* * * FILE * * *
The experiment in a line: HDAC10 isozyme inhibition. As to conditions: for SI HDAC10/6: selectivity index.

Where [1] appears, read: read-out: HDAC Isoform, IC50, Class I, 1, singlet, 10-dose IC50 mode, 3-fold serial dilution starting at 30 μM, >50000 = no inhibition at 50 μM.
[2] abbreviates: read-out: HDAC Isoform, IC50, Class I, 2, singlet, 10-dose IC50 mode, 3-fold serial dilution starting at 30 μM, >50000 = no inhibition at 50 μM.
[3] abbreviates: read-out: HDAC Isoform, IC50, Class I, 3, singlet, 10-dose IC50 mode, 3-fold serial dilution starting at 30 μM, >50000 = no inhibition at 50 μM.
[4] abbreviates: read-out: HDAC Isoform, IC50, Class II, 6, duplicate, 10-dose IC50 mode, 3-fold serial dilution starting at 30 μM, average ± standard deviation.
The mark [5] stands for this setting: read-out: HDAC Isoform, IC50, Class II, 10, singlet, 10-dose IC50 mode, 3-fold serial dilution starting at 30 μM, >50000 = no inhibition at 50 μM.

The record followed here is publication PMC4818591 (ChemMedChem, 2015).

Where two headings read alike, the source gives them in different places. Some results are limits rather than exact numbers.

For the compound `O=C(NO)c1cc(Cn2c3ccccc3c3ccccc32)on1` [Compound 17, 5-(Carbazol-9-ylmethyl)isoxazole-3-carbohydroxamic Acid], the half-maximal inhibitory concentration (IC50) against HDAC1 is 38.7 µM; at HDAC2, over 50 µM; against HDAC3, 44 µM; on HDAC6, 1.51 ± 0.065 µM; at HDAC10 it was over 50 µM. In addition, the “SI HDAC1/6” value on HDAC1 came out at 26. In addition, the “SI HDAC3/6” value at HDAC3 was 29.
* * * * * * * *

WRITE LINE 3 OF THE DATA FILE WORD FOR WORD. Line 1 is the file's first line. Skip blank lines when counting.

[2] abbreviates: read-out: HDAC Isoform, IC50, Class I, 2, singlet, 10-dose IC50 mode, 3-fold serial dilution starting at 30 μM, >50000 = no inhibition at 50 μM.